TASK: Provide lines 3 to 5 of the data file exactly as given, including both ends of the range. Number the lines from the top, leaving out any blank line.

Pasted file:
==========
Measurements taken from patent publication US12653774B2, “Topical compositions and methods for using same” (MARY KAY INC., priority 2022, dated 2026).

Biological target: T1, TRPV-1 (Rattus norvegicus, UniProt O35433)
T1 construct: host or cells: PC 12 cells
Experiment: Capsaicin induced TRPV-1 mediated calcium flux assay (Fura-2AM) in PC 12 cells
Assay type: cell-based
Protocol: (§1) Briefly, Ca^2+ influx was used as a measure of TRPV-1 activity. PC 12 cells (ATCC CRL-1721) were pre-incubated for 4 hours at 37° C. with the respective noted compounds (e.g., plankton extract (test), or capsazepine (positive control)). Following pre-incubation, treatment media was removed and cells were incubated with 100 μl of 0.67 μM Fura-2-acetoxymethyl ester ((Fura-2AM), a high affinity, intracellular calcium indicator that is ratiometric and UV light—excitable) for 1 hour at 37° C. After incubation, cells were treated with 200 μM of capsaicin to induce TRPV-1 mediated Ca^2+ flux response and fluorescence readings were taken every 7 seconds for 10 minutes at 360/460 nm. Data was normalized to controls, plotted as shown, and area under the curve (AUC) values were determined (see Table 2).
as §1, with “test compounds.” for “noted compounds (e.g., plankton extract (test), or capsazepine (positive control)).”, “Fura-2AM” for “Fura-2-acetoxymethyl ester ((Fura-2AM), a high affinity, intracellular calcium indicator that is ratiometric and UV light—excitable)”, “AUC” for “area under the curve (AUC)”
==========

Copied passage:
T1 construct: host or cells: PC 12 cells
Experiment: Capsaicin induced TRPV-1 mediated calcium flux assay (Fura-2AM) in PC 12 cells
Assay type: cell-based